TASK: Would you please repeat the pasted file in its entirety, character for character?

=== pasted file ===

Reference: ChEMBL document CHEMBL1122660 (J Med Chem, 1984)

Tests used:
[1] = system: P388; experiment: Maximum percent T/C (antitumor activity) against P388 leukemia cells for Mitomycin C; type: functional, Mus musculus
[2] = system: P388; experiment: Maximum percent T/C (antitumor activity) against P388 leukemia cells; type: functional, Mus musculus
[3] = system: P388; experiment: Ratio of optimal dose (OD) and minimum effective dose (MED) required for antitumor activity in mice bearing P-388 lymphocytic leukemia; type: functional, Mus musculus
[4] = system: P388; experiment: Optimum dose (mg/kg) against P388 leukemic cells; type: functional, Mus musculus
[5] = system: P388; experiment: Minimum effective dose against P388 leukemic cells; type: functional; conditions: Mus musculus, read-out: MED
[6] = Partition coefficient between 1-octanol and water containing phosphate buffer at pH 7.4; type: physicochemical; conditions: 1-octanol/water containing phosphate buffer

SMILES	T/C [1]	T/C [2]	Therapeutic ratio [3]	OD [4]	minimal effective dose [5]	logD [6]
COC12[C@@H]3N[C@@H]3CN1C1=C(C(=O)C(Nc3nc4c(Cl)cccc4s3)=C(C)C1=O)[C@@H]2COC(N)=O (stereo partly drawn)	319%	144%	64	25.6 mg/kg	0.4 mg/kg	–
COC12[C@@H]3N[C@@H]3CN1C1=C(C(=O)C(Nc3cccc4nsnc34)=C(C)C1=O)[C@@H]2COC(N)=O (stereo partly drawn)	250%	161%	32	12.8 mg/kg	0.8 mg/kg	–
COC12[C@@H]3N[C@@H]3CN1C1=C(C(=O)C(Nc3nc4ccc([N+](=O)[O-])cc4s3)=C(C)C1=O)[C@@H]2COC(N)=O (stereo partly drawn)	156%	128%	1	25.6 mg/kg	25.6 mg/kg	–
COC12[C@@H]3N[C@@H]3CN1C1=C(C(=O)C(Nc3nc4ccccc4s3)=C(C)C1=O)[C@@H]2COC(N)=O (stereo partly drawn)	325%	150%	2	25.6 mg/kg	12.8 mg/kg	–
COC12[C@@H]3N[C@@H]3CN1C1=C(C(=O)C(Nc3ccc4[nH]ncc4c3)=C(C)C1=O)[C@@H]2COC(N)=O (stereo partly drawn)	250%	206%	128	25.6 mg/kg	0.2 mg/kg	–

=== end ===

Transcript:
Reference: ChEMBL document CHEMBL1122660 (J Med Chem, 1984)

Tests used:
[1] = system: P388; experiment: Maximum percent T/C (antitumor activity) against P388 leukemia cells for Mitomycin C; type: functional, Mus musculus
[2] = system: P388; experiment: Maximum percent T/C (antitumor activity) against P388 leukemia cells; type: functional, Mus musculus
[3] = system: P388; experiment: Ratio of optimal dose (OD) and minimum effective dose (MED) required for antitumor activity in mice bearing P-388 lymphocytic leukemia; type: functional, Mus musculus
[4] = system: P388; experiment: Optimum dose (mg/kg) against P388 leukemic cells; type: functional, Mus musculus
[5] = system: P388; experiment: Minimum effective dose against P388 leukemic cells; type: functional; conditions: Mus musculus, read-out: MED
[6] = Partition coefficient between 1-octanol and water containing phosphate buffer at pH 7.4; type: physicochemical; conditions: 1-octanol/water containing phosphate buffer

SMILES	T/C [1]	T/C [2]	Therapeutic ratio [3]	OD [4]	minimal effective dose [5]	logD [6]
COC12[C@@H]3N[C@@H]3CN1C1=C(C(=O)C(Nc3nc4c(Cl)cccc4s3)=C(C)C1=O)[C@@H]2COC(N)=O (stereo partly drawn)	319%	144%	64	25.6 mg/kg	0.4 mg/kg	–
COC12[C@@H]3N[C@@H]3CN1C1=C(C(=O)C(Nc3cccc4nsnc34)=C(C)C1=O)[C@@H]2COC(N)=O (stereo partly drawn)	250%	161%	32	12.8 mg/kg	0.8 mg/kg	–
COC12[C@@H]3N[C@@H]3CN1C1=C(C(=O)C(Nc3nc4ccc([N+](=O)[O-])cc4s3)=C(C)C1=O)[C@@H]2COC(N)=O (stereo partly drawn)	156%	128%	1	25.6 mg/kg	25.6 mg/kg	–
COC12[C@@H]3N[C@@H]3CN1C1=C(C(=O)C(Nc3nc4ccccc4s3)=C(C)C1=O)[C@@H]2COC(N)=O (stereo partly drawn)	325%	150%	2	25.6 mg/kg	12.8 mg/kg	–
COC12[C@@H]3N[C@@H]3CN1C1=C(C(=O)C(Nc3ccc4[nH]ncc4c3)=C(C)C1=O)[C@@H]2COC(N)=O (stereo partly drawn)	250%	206%	128	25.6 mg/kg	0.2 mg/kg	–